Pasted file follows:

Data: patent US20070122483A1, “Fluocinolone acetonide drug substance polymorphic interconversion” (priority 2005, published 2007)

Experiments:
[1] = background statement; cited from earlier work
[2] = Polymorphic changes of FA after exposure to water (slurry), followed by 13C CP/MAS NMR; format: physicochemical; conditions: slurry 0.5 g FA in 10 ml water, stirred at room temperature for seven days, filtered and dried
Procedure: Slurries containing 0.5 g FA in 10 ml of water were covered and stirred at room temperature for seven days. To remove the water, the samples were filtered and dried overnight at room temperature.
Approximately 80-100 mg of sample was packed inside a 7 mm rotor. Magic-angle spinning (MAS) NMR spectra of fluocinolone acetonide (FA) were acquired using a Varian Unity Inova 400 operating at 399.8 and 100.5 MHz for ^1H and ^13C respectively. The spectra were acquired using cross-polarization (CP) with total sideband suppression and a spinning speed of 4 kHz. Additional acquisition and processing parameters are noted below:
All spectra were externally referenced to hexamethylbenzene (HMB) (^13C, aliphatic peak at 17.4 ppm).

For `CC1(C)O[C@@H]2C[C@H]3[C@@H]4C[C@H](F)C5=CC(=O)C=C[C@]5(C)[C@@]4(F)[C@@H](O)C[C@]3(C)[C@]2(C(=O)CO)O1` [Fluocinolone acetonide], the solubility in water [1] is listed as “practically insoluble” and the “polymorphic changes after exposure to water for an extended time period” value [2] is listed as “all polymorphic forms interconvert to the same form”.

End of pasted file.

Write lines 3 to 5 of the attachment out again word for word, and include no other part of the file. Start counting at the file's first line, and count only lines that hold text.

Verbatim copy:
[1] = background statement; cited from earlier work
[2] = Polymorphic changes of FA after exposure to water (slurry), followed by 13C CP/MAS NMR; format: physicochemical; conditions: slurry 0.5 g FA in 10 ml water, stirred at room temperature for seven days, filtered and dried
Procedure: Slurries containing 0.5 g FA in 10 ml of water were covered and stirred at room temperature for seven days. To remove the water, the samples were filtered and dried overnight at room temperature.